Loan Application Fee: Overview and Examples

What Is a Loan Application Fee?

A loan application fee is charged to a potential borrower for processing and underwriting an application for a loan, such as a mortgage or car loan. Loan application fees may be required for all types of loans and are intended to pay for the costs of the process of loan approval, but are considered by many observers to be unnecessary or overly costly.

Key Takeaways

  • A loan application fee is an up-front, usually nonrefundable charge for submitting a loan application such as for a mortgage.
  • Some critics argue that application fees are unnecessary "garbage fees" that line the pockets of lenders and increase closing costs.
  • Comparing fees can save you hundreds or even thousands of dollars, and you may even avoid paying an application fee to some lenders.

Understanding Loan Application Fees

A loan application fee is one type of fee borrowers may be charged for obtaining a loan. Different from other types of loan fees, the loan application fee is an up-front, usually nonrefundable, charge that borrowers are required to pay when they submit a loan application. Loan application fees will vary by lender, and many lenders will not charge a loan application fee at all.

Because most loan application fees are nonrefundable, they present a high risk for low-credit-quality borrowers. Therefore, borrowers should first do due diligence on their own credit score and the standard approval requirements for the type of loan they wish to obtain in order to ensure that the application fee will not be lost with a credit application rejection.

Borrowers should also seek to compare application fees across lenders. Loan application fees can vary significantly among different types of lenders, ranging on a mortgage loan anywhere from $0 to $500. Thus, researching loan options and application fees with various competitors can potentially result in hundreds of dollars saved. Some lenders may also be willing to waive the application fee through negotiation or comparison to other competitor market fees.

Special Considerations

Online lenders generally require the lowest application fee, thanks to automated processing that does not require some of the added expenses associated with traditional and in-person loan consultations. Loan application fees are typically most common in a mortgage loan, which includes many ad hoc fees in addition to the monthly interest. Working with a mortgage broker can increase the likelihood of a loan application fee because the broker works as an intermediary on behalf of both the borrower and the lender.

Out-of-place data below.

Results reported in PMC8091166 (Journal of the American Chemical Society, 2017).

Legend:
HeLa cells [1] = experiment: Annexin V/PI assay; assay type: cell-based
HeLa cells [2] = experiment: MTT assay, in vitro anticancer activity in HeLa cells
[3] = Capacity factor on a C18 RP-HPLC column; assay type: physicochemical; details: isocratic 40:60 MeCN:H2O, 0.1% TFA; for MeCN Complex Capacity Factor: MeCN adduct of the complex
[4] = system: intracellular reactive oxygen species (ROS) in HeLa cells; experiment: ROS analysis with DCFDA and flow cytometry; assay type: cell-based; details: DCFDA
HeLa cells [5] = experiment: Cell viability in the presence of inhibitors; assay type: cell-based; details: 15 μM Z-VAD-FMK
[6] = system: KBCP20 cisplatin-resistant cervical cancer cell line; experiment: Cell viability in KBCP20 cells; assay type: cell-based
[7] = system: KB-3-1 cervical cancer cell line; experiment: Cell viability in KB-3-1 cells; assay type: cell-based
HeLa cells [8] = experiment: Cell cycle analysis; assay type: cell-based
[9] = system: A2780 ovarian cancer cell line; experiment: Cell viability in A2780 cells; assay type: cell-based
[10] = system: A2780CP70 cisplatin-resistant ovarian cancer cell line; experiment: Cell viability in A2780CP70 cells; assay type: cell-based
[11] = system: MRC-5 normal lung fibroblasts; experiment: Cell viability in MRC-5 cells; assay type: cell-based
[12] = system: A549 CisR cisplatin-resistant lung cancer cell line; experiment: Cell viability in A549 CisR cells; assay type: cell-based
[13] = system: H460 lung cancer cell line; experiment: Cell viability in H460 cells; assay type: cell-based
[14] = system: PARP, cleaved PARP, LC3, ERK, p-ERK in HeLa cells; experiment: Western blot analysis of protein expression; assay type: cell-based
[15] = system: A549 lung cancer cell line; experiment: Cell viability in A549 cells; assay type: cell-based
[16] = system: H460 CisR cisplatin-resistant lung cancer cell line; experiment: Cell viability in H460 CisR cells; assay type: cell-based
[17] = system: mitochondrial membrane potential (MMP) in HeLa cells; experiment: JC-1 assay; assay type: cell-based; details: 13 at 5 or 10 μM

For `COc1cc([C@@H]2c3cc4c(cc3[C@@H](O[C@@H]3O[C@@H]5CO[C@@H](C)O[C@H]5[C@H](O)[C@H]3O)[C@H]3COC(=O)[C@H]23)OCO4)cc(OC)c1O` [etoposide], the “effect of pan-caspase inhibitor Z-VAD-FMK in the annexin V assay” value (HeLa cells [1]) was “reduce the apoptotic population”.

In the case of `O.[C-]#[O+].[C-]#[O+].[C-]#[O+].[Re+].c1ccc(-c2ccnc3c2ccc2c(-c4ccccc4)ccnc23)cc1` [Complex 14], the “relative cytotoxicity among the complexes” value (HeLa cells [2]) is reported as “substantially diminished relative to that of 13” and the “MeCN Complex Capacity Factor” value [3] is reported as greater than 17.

Types of Loan Fees

Loan application fees are just one type of fee lenders can charge on a loan. Other fees may include an origination fee and monthly service fees. In general, fees help a lender cover costs associated with underwriting and processing a loan.

In the credit market, mortgage loans tend to have the broadest fee requirements. Mortgage lenders may charge origination fees, appraisal fees, and administration fees. In some cases, a mortgage lender may bundle its fees by charging a closing points fee, which is a comprehensive fee calculated as a percentage of the principal balance.

The loan application fee is sometimes considered to be a garbage, or junk fee, which are often unnecessary charges and fees that are tacked onto mortgage closing costs by lenders. Lenders do this to increase their own profit on the loan. There are a number of ways that lenders manage to fold garbage fees into closing costs.

Article Sources
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  1. Consumer Financial Protection Bureau. "What Are Mortgage Origination Services? What Is An Origination Fee?"

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